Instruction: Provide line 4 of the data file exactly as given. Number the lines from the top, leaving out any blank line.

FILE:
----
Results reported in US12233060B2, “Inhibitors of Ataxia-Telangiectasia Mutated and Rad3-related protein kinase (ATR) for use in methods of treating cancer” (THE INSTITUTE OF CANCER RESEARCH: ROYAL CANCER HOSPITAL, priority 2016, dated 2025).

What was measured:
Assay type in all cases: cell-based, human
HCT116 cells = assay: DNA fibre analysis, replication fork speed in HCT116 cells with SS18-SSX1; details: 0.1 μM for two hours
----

HCT116 cells = assay: DNA fibre analysis, replication fork speed in HCT116 cells with SS18-SSX1; details: 0.1 μM for two hours